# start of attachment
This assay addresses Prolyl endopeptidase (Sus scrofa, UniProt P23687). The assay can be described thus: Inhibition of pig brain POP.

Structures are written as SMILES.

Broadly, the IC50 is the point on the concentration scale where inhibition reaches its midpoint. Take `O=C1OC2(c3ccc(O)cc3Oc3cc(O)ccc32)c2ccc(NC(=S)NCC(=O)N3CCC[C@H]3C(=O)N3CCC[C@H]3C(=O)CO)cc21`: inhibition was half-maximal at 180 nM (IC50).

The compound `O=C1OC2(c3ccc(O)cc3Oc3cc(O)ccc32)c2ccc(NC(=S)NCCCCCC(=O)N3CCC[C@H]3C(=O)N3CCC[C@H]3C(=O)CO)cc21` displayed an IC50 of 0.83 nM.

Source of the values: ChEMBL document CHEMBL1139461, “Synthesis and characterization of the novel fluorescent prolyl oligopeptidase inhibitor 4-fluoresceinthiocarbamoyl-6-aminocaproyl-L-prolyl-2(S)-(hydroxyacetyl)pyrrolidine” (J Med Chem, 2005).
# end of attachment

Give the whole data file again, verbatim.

This assay addresses Prolyl endopeptidase (Sus scrofa, UniProt P23687). The assay can be described thus: Inhibition of pig brain POP.

Structures are written as SMILES.

Broadly, the IC50 is the point on the concentration scale where inhibition reaches its midpoint. Take `O=C1OC2(c3ccc(O)cc3Oc3cc(O)ccc32)c2ccc(NC(=S)NCC(=O)N3CCC[C@H]3C(=O)N3CCC[C@H]3C(=O)CO)cc21`: inhibition was half-maximal at 180 nM (IC50).

The compound `O=C1OC2(c3ccc(O)cc3Oc3cc(O)ccc32)c2ccc(NC(=S)NCCCCCC(=O)N3CCC[C@H]3C(=O)N3CCC[C@H]3C(=O)CO)cc21` displayed an IC50 of 0.83 nM.

Source of the values: ChEMBL document CHEMBL1139461, “Synthesis and characterization of the novel fluorescent prolyl oligopeptidase inhibitor 4-fluoresceinthiocarbamoyl-6-aminocaproyl-L-prolyl-2(S)-(hydroxyacetyl)pyrrolidine” (J Med Chem, 2005).